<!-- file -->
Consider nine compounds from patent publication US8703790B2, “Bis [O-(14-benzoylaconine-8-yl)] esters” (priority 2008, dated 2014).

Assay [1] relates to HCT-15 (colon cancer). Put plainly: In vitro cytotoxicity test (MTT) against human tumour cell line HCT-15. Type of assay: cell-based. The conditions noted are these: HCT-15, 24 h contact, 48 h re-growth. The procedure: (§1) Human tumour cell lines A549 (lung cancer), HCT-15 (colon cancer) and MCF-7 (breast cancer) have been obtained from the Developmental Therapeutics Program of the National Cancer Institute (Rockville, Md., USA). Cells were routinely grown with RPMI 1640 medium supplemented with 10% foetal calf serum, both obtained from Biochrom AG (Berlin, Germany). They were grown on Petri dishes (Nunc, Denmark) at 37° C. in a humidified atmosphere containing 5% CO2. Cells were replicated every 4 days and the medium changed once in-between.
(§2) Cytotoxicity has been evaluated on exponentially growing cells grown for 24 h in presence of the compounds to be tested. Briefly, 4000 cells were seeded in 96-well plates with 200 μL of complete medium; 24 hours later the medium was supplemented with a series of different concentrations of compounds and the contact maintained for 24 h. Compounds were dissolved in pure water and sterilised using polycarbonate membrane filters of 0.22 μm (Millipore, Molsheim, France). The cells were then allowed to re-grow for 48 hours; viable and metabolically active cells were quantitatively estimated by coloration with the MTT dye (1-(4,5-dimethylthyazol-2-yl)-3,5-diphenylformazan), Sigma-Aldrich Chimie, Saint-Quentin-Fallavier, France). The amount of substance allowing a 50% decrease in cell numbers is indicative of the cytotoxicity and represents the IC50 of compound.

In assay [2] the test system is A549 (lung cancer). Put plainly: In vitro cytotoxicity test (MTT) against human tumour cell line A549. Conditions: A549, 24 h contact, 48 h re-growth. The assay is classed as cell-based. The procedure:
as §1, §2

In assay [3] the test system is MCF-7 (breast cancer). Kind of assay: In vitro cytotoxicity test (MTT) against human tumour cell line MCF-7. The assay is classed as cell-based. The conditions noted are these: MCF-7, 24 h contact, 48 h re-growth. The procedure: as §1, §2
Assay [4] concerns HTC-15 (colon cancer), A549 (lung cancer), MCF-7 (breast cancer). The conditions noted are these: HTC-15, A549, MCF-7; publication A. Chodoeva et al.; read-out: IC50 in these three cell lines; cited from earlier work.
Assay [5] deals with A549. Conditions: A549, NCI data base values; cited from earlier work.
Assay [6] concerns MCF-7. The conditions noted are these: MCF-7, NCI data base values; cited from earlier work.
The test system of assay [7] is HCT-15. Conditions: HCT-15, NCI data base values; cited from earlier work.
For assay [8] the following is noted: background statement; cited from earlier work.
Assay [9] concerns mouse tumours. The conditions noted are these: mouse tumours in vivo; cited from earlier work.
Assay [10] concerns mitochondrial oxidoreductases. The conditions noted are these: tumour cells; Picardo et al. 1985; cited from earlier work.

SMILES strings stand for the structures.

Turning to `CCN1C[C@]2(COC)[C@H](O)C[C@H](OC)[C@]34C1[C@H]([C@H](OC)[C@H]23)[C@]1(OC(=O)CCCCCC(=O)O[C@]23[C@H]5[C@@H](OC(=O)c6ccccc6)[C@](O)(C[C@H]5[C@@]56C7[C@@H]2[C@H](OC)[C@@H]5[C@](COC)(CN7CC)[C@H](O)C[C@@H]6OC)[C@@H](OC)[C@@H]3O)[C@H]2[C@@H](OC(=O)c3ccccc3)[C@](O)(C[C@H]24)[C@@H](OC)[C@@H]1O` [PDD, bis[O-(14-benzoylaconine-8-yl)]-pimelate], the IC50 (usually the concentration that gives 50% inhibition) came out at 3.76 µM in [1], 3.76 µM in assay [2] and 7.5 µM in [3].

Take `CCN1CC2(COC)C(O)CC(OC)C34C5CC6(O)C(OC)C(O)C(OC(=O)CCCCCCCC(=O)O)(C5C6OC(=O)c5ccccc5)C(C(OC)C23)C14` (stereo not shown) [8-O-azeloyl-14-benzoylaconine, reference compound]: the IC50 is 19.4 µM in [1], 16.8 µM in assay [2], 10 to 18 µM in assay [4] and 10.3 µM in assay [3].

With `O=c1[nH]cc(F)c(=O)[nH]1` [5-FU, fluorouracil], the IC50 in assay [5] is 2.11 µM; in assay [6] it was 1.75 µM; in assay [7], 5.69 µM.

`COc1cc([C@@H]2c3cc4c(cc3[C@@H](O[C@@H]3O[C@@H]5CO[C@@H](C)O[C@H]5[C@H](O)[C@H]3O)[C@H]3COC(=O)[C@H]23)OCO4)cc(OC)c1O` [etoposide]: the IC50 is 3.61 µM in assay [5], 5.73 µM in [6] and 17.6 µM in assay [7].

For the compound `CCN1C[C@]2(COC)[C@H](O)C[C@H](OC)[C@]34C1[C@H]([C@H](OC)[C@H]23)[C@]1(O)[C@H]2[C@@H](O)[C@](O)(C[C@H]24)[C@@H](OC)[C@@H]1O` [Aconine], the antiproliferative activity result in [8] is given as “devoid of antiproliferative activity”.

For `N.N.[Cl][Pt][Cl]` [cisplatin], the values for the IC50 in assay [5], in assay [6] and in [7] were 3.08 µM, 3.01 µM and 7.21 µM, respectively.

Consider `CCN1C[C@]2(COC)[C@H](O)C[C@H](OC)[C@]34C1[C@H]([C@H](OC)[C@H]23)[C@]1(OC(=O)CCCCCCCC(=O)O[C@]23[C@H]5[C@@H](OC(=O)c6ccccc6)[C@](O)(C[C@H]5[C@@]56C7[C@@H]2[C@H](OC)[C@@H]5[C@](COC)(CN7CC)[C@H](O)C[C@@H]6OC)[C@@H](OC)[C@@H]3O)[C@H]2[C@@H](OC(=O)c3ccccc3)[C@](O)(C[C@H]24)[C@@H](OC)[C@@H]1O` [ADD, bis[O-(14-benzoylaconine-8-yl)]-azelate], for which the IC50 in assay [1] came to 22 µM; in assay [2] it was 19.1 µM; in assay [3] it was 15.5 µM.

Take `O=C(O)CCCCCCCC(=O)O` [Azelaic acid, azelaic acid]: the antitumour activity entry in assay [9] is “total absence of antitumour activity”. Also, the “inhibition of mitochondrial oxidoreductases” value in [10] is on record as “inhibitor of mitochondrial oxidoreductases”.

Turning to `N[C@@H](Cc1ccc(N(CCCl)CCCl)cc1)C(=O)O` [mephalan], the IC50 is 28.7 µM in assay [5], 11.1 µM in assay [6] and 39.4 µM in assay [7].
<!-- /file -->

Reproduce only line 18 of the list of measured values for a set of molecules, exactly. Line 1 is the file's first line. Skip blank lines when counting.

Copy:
`COc1cc([C@@H]2c3cc4c(cc3[C@@H](O[C@@H]3O[C@@H]5CO[C@@H](C)O[C@H]5[C@H](O)[C@H]3O)[C@H]3COC(=O)[C@H]23)OCO4)cc(OC)c1O` [etoposide]: the IC50 is 3.61 µM in assay [5], 5.73 µM in [6] and 17.6 µM in assay [7].